„Ethnography, then, is never just recollection: it is a reflection on, an examination of, and an argument about experience made from a particular standpoint, one that responds to questions which have their roots in the history of anthropological thinking.“ (Gay y Blasco & Wardle 2007, 9) Writing ethnography or anthropological papers is always a challenge […]

Humboldt: Decolonising requires dialogue, expertise and support

Statement approved on the occasion of the 2019 Annual Conference of the Directors of Ethnographic Museums in German Speaking Countries, in Heidelberg: Within the German speaking area, more than twenty public ethnographic and world cultures museums, university museums and collections, as well as the ethnography departments of composite museums, conserve a substantial number of collections […]

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The boasblogs are a series of topic-related blogs that take up current topics relating to the anthropological sciences, discuss them in their controversy through a wide circle of contributors, and at the same time ask about the public role and social relevance of anthropological knowledge. All boasblogs, in the sense of a public anthropology, aims […]

What's in a name?: Das Flurgespräch als ethnographisches Feld

Die  Gleichzeitigkeit von Homogenität und Diversität Wir sind vier wissenschaftliche Mitarbeiter*innen und/oder Doktorand*innen an der Uni Köln.[1] In dieser Hinsicht besteht eine gewisse Nähe zum Blog, dessen Initiator*innen und den Debatten, die sich abseits des Blogs aus den bisherigen Beiträgen ergeben haben. Gleichzeitig war die Reichweite der Debatte um die Umbenennung der DGV selbst in […]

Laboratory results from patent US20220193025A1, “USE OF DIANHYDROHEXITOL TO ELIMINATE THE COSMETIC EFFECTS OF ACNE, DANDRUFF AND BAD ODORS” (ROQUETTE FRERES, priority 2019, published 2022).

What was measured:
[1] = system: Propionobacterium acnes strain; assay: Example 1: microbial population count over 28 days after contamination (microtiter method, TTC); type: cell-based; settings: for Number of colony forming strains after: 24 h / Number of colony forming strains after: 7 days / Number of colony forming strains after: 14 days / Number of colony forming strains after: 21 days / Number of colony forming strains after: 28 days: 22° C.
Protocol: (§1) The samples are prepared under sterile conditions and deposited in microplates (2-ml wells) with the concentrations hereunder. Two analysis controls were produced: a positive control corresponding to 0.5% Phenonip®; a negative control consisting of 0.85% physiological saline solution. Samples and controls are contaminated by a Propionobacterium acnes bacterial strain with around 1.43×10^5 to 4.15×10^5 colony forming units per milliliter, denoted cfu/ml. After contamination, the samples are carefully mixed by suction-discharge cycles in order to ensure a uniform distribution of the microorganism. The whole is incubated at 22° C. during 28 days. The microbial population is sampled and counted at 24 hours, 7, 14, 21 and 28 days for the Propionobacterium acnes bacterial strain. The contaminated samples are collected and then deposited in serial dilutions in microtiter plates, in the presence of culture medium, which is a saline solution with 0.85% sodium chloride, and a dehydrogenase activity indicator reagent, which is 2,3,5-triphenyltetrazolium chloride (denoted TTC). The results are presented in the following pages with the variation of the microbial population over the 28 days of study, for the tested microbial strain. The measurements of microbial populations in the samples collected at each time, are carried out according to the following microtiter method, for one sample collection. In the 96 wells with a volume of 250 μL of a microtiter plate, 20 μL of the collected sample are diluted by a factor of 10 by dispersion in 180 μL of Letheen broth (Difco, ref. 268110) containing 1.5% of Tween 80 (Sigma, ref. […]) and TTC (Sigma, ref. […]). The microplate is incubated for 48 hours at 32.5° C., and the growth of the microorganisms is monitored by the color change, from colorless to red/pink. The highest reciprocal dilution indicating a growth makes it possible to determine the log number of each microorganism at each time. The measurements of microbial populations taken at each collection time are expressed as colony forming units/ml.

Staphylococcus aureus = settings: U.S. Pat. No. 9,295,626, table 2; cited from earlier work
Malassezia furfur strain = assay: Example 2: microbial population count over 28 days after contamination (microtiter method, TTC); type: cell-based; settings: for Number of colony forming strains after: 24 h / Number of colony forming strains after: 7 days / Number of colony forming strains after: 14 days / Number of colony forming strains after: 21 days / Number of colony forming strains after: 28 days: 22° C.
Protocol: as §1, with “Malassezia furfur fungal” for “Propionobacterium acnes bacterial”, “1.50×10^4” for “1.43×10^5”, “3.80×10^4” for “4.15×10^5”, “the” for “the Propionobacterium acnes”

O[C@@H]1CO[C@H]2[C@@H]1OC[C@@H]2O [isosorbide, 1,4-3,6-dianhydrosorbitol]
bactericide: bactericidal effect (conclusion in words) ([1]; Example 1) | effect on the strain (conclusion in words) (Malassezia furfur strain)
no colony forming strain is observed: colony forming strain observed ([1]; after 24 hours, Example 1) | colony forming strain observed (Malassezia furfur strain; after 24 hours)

Kulturrelativismus: FOUR COMMENTS ON ANTHROPOLOGY AND CULTURAL RELATIVISM TODAY

Christian Weber’s specific claims in the Süddeutsche Zeitung about the relationship of ethnology to native peoples hardly deserves our attention, so unreservedly arrogant and mean-spirited, as it is, filled with willful ignorance and misrepresentation. I am most puzzled why the editors of the SZ, which I highly respect and regularly read, would suspend their consistently […]

Humboldt: Call for reviews of the “Guidelines on Dealing with Collections from Colonial Contexts” issued by the German Museums Association in May 2018

The colonial legacies of German museums have been discussed intensely over the past few years – also in this blog. In September 2016 the German Museums Association established a working group that is looking into the issue of “collections from colonial contexts” and developing guidelines for the care of such collections. In May 2018 the […]

What's in a name?: Von Menschen und (ethnischen) Gruppen

Als der Blog zur Umbenennung unseres Fachverbands an den Start ging, vermutete ich, dass sich nun zunächst vor allem diejenigen äußern würden, die vom Ausgang der Abstimmung in Berlin enttäuscht waren. In der Tat haben bislang vor allem diejenigen FachvertreterInnen gebloggt, die die bei der Mitgliederversammlung 2017 zur Abstimmung stehende Alternativbezeichnung „Ethnologie“ bevorzugt hätten und […]

Kulturrelativismus: RELATIVISMUS RELATIVIERT. FÜR EINEN MODERATEN KULTURRELATIVISMUS

Cora Bender kritisiert einen Artikel von Christian Weber in der Süddeutschen Zeitung, in dem er den Kulturrelativismus angreift und damit einen Kern der Ethnologie. Ich finde den Ärger, den ihre prompte Reaktion zeigt, berechtigt. Obwohl Benders Gegenrede deutlich länger als Webers Aufsatz ist, rekurriert sie fast nur auf seine Polemik gegen die Ethnologie. Auf die […]

Page: About this blog

Ever since in 2002 the decision was made for the Ethnologische Museum Berlin to move into the reconstructed Prussian Berlin Palace, a remarkably controversial debate has been taking place about the role of ethnographic collections and the relevance of social and cultural anthropological content in the future Humboldt Forum. The debate reached an initial climax […]

Page: The end of negotiations!?

THE END OF NEGOTIATIONS!?Whereas the 1990s were still marked by a certain globalisation euphoria in which there removal of barriers in social processes of negotiation appeared to be achievable on a global scale, the social upheavals that have emerged in the meantime in relation to globalisation can no longer be ignored. The belief that worldwide exchanges could […]